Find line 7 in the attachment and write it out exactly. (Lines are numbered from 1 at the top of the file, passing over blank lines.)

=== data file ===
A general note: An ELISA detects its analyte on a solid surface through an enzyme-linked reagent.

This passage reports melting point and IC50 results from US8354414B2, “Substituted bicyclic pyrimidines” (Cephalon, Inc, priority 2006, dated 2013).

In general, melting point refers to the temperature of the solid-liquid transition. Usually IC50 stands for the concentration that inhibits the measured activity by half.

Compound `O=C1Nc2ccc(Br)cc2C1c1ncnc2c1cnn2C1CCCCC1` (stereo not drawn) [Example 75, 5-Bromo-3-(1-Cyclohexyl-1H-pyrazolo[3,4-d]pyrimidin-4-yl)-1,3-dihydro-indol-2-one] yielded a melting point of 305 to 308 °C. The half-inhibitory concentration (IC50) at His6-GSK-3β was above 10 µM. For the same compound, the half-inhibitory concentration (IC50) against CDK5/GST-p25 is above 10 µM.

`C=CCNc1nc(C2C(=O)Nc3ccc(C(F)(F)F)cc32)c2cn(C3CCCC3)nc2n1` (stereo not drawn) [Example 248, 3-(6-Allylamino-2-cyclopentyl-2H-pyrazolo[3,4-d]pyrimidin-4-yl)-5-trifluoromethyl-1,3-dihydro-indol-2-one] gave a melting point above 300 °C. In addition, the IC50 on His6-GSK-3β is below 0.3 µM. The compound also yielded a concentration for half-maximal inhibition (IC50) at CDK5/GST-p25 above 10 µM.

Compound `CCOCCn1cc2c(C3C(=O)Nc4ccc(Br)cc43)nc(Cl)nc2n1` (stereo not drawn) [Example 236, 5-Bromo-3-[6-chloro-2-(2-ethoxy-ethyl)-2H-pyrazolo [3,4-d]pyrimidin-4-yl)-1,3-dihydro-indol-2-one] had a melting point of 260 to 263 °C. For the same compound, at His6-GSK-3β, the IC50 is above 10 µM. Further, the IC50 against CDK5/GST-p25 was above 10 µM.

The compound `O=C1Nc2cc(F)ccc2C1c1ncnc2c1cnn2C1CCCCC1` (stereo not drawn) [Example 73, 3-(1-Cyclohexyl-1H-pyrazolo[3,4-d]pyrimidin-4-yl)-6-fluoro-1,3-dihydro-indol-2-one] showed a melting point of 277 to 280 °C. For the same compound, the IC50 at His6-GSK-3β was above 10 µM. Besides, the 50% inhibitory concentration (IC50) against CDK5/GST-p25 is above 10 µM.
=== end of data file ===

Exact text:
The compound `O=C1Nc2cc(F)ccc2C1c1ncnc2c1cnn2C1CCCCC1` (stereo not drawn) [Example 73, 3-(1-Cyclohexyl-1H-pyrazolo[3,4-d]pyrimidin-4-yl)-6-fluoro-1,3-dihydro-indol-2-one] showed a melting point of 277 to 280 °C. For the same compound, the IC50 at His6-GSK-3β was above 10 µM. Besides, the 50% inhibitory concentration (IC50) against CDK5/GST-p25 is above 10 µM.